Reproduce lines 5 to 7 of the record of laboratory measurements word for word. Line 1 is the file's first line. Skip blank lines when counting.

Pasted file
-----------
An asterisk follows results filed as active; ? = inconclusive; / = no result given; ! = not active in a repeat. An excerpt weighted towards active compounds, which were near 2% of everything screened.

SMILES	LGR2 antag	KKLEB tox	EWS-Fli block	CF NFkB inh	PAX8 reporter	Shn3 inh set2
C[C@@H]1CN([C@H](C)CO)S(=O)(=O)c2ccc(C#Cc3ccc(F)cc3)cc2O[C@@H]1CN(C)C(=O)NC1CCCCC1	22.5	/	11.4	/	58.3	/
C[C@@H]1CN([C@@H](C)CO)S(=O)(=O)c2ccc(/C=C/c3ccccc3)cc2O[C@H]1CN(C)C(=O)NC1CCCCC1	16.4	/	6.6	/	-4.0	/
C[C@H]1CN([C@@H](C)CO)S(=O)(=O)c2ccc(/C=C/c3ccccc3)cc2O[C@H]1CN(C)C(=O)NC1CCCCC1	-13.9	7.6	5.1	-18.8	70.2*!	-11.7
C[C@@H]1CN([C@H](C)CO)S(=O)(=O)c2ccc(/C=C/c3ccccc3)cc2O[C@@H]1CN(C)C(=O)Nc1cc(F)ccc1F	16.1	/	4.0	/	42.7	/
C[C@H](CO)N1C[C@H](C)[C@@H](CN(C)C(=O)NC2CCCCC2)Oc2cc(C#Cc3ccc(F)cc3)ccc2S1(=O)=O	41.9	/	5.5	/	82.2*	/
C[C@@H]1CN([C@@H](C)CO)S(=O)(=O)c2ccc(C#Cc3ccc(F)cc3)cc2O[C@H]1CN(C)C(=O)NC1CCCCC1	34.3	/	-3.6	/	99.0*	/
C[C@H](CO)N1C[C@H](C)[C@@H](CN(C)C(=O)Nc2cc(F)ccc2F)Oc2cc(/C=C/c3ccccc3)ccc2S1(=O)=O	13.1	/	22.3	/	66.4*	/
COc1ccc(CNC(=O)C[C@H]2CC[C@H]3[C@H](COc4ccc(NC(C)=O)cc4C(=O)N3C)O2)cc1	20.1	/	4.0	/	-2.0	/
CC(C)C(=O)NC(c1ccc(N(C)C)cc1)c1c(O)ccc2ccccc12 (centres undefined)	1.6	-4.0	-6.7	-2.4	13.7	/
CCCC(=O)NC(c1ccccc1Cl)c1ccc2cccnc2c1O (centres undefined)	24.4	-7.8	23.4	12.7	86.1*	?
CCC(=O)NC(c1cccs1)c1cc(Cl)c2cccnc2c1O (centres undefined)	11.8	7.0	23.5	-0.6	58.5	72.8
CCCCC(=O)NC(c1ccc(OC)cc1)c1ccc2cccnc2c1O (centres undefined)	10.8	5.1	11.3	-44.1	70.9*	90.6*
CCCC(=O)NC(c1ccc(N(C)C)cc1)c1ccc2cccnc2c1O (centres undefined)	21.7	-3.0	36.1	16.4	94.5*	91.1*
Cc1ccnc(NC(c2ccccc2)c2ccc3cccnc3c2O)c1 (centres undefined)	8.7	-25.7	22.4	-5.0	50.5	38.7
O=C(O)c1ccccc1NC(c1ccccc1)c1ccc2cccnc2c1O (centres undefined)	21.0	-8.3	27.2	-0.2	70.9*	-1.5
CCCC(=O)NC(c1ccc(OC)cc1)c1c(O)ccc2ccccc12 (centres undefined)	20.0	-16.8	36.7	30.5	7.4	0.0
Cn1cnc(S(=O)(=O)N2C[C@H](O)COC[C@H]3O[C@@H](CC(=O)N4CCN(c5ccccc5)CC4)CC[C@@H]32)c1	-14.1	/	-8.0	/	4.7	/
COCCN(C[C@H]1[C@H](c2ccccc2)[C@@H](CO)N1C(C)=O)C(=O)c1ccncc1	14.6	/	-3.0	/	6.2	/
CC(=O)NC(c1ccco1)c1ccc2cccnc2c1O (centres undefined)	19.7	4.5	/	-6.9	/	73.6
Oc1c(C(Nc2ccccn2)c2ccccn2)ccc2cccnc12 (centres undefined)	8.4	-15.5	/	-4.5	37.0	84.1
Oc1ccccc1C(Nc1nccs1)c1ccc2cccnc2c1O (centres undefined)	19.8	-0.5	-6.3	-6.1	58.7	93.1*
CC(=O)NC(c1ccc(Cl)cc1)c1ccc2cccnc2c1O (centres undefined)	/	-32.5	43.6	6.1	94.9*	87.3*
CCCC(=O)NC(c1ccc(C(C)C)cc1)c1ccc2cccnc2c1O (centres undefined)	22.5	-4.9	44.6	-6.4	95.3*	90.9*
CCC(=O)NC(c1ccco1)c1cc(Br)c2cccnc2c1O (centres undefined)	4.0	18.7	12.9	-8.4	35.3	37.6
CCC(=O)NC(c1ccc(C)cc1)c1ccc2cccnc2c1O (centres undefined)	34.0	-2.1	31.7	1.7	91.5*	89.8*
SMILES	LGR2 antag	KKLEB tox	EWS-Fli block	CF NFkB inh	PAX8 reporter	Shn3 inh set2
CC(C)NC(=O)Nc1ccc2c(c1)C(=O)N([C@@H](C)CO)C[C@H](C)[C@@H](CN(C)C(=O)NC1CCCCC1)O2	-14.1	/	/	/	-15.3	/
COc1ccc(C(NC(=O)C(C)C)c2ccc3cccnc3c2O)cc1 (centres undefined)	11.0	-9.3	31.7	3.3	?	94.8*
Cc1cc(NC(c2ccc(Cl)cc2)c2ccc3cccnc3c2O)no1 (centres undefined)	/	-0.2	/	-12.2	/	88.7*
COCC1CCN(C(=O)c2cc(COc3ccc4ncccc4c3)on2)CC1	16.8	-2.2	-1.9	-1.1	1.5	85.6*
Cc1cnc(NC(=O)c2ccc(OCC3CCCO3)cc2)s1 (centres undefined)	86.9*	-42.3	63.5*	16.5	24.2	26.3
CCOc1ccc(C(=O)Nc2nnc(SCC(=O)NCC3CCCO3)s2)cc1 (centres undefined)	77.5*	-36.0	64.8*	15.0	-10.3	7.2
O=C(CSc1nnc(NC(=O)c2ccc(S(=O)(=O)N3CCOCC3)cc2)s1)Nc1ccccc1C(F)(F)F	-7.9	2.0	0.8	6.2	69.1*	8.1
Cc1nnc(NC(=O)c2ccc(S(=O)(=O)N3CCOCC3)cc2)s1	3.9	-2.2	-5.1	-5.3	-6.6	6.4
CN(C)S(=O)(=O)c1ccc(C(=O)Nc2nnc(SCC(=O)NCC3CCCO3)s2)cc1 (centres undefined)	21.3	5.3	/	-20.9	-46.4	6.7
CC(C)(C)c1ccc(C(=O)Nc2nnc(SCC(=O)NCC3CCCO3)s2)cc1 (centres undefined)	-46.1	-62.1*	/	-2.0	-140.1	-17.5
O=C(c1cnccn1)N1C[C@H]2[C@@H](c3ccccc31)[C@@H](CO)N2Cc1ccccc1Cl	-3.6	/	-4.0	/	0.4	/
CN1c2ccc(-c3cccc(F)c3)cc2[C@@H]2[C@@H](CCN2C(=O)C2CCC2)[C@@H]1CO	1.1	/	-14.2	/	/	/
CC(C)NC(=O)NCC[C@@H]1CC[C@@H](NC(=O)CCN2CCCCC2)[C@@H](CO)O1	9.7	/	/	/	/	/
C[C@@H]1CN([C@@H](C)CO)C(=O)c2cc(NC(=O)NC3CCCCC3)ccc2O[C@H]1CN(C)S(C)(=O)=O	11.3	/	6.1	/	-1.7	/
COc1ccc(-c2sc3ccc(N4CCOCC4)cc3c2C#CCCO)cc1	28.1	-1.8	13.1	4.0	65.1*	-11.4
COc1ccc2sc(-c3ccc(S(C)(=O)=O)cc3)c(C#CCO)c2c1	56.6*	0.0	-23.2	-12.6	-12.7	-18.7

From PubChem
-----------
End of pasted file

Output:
C[C@H]1CN([C@@H](C)CO)S(=O)(=O)c2ccc(/C=C/c3ccccc3)cc2O[C@H]1CN(C)C(=O)NC1CCCCC1	-13.9	7.6	5.1	-18.8	70.2*!	-11.7
C[C@@H]1CN([C@H](C)CO)S(=O)(=O)c2ccc(/C=C/c3ccccc3)cc2O[C@@H]1CN(C)C(=O)Nc1cc(F)ccc1F	16.1	/	4.0	/	42.7	/
C[C@H](CO)N1C[C@H](C)[C@@H](CN(C)C(=O)NC2CCCCC2)Oc2cc(C#Cc3ccc(F)cc3)ccc2S1(=O)=O	41.9	/	5.5	/	82.2*	/